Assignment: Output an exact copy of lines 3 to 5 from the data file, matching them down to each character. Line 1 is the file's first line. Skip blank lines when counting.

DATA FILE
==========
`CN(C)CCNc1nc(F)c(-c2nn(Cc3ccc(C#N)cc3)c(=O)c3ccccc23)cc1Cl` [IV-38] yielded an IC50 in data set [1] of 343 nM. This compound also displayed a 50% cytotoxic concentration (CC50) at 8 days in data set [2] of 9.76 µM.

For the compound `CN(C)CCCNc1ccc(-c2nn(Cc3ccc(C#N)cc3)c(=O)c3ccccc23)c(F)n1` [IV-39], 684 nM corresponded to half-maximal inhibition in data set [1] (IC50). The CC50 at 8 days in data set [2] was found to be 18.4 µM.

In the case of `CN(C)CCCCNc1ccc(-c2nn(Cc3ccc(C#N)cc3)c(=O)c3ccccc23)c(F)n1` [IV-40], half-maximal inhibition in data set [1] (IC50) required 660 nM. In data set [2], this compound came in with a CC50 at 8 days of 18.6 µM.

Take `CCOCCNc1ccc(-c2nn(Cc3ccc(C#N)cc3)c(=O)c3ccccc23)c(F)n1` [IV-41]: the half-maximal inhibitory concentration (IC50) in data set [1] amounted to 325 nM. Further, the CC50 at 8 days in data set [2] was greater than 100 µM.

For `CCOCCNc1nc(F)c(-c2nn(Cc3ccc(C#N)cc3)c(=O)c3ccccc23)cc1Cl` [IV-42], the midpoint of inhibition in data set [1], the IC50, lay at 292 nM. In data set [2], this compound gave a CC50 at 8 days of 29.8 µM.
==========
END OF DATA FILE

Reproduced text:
In the case of `CN(C)CCCCNc1ccc(-c2nn(Cc3ccc(C#N)cc3)c(=O)c3ccccc23)c(F)n1` [IV-40], half-maximal inhibition in data set [1] (IC50) required 660 nM. In data set [2], this compound came in with a CC50 at 8 days of 18.6 µM.

Take `CCOCCNc1ccc(-c2nn(Cc3ccc(C#N)cc3)c(=O)c3ccccc23)c(F)n1` [IV-41]: the half-maximal inhibitory concentration (IC50) in data set [1] amounted to 325 nM. Further, the CC50 at 8 days in data set [2] was greater than 100 µM.

For `CCOCCNc1nc(F)c(-c2nn(Cc3ccc(C#N)cc3)c(=O)c3ccccc23)cc1Cl` [IV-42], the midpoint of inhibition in data set [1], the IC50, lay at 292 nM. In data set [2], this compound gave a CC50 at 8 days of 29.8 µM.